Patt Morrison Asks

The principled lobbyist: George Steffes explains why real people think the government's for rent

He went to Sacramento as Ronald Reagan's legislative aide and has been there ever since, helping to found the first multi-person lobbying firm there, Capitol Partners.

George Steffes

George Steffes helped to found the first multi-person lobbying firm in Sacramento, Capitol Partners, where he's now "senior advisor." (Los Angeles Times / April 9, 2014)

George Steffes was a boy standing on Wilshire Boulevard when Dwight D. Eisenhower rolled by in a motorcade, and he was mightily impressed. But that's not what got him into politics. He went to 5 o'clock Mass one day in 1966 and ran into an acquaintance who was working on Ronald Reagan's gubernatorial campaign. Steffes volunteered. He went to Sacramento as Reagan's legislative aide and has been there ever since. He helped to found the first multi-person lobbying firm in Sacramento, Capitol Partners, where he's now “senior advisor,” no longer running the firm day to day. Almost 50 years in Sacramento have given him a long view of its roller-coaster politicking, including low points like the recent indictment of state Sen. Leland Yee. The ride has left him a bit queasy.

How different was the job when you started ?

The book [of registered lobbyists in Sacramento] is now 2 1/2 inches thick, 1,500 or 2,000 registered lobbyists. The first one I remember had about 50 lobbyists in it. Companies and special interests didn't take part like they do today. A lot of people didn't see the need or desirability of taking part in this process, and now almost everybody does.

Lobbying got professionalized, and legislators did too.

Even after term limits, they don't come up here — as the intention of term limits — to be citizen politicians. They are for the most part professional politicians. That's good in a way and bad in a way.

What's the right relationship between lobbyist and legislator?

It should be like the judicial process. In court, you are entitled to a lawyer who builds your case effectively. That's the way I'd like the system in Sacramento and Washington to function. Many, many people who are opposed to the current [problems] are totally negative about the system itself; I'm not. I think the government system functions well and provides good things for society. I don't mean that it can't be better. And the money part is corrupting it.

There are a lot of good people in this Legislature. I went to a legislator on an issue. One of her main backers was on the other side from us, and we did nothing for her, not even intimating doing anything for her. And she voted for us. But [overall] you've got a dysfunctional Legislature. With term limits, you destroyed institutional memory of how the system was supposed to function.

What makes a successful lobbyist?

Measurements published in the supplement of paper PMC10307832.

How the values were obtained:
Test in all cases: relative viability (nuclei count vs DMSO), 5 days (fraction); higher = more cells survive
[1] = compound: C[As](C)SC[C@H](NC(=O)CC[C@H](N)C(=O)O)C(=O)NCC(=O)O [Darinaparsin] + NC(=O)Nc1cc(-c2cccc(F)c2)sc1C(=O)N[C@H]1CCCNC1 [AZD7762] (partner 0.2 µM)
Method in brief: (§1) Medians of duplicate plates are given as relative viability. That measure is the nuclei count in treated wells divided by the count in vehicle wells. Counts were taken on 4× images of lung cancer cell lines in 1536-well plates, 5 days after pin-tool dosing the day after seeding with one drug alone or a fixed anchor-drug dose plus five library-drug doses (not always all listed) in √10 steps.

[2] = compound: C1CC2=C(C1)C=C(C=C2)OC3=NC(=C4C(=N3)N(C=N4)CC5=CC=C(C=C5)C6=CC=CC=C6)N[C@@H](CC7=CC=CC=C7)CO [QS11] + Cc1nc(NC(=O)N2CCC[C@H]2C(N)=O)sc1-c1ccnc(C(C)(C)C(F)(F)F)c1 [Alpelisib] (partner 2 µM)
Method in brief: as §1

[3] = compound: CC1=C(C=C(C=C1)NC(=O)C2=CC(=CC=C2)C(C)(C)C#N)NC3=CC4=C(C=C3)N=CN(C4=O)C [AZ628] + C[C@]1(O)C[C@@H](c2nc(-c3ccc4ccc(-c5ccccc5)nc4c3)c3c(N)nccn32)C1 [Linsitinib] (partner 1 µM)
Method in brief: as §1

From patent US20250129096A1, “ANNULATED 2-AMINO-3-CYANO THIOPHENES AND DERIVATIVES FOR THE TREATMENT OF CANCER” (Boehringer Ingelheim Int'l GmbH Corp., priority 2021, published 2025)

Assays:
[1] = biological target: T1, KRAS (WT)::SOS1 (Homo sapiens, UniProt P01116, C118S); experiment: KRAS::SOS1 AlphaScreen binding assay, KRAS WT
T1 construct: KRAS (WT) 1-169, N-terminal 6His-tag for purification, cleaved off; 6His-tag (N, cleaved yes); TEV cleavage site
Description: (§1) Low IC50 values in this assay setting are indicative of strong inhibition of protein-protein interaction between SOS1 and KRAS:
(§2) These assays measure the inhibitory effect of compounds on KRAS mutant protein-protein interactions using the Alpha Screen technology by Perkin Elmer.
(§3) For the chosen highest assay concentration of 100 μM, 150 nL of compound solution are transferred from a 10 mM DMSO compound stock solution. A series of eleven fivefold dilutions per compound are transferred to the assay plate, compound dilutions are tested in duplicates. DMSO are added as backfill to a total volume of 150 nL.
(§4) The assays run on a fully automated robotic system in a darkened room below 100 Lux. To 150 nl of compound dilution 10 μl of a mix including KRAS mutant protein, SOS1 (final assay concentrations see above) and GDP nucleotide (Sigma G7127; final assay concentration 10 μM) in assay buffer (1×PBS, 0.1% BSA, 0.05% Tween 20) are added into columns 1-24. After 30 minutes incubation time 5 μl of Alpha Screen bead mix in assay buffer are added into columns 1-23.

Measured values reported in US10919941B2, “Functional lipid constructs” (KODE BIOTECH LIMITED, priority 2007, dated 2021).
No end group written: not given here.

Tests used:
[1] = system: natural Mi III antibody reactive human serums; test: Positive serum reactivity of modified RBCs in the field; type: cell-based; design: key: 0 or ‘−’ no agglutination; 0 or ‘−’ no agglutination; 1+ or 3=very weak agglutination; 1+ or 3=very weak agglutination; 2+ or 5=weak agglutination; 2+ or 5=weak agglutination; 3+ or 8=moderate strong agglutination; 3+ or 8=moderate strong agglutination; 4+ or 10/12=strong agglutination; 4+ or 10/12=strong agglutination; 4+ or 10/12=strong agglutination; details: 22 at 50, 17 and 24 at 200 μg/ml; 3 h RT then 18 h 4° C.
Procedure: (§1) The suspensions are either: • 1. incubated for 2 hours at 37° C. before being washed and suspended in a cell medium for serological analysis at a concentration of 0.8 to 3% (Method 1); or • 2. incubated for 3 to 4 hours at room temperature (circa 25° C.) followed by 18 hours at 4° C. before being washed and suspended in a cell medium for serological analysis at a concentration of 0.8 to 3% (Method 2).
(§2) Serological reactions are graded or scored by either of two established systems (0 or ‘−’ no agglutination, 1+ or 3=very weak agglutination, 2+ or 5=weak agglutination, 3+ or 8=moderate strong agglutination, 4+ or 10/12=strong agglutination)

A successful lobbyist is a person who, supporting an issue for a client, can go to the office of a legislator who's going to vote against that interest and come out having changed the legislator's mind.

You didn't change that mind by sliding a check across the desk?

No. In fact, if a client came to us with a single issue, like wanting a bill killed or needing a bill passed, we had a policy that the client did not give campaign contributions at all. You have one bill and you're trying to kill it or pass it and you give money to members of the committee [handling the bill], that's pretty obviously what you're doing.

It's a standard operating procedure [now]. If you were to talk to the people who do it, they'd say we're not doing it to get a specific vote on a specific bill. We're doing it to be part of the process. I think a lot of them believe that. My thinking was, regardless of what the reality is, what it says about the system is just wrong.

Why did the money part change?

Legislators to a great extent raised [campaign] funds in their home districts, from constituents. Today, that's hardly a significant part of money for campaigns. That's a huge change and not a good one. What was the cause? One was that campaigning got so much more expensive than in the 1960s. You could run for Assembly in Glendale and raise [enough] money from your friends and neighbors and the party establishment in the district. You can't do that anymore.

When Great Britain felt the need to change their system, one thing they did was to limit the length of campaigns. I think that can really hold down expenditures. Particularly after the Supreme Court decisions, it's Katy bar the door, as far as the ability to spend money. It's really out of hand.

What about public financing?

I have mixed feelings about that. I've not always been a big proponent of public financing, but I'm getting to the point that if we can't improve this system, then maybe we ought to have public financing. Causing taxpayers to involuntarily support people they may not [really] support still kind of gets me, but it may be better than the present system.

Last year, Assembly Speaker John A. Pérez said legislators evaluate legislation regardless of campaign contributions, and that was received with an eye roll.

Saying, "I don't consider who's given me money when I'm voting on an issue" — in almost all cases, legislators believe that. We believe we can rise above being influenced by people who build relationships with us and who support us at critical times. They are just kidding themselves, because we're human beings.

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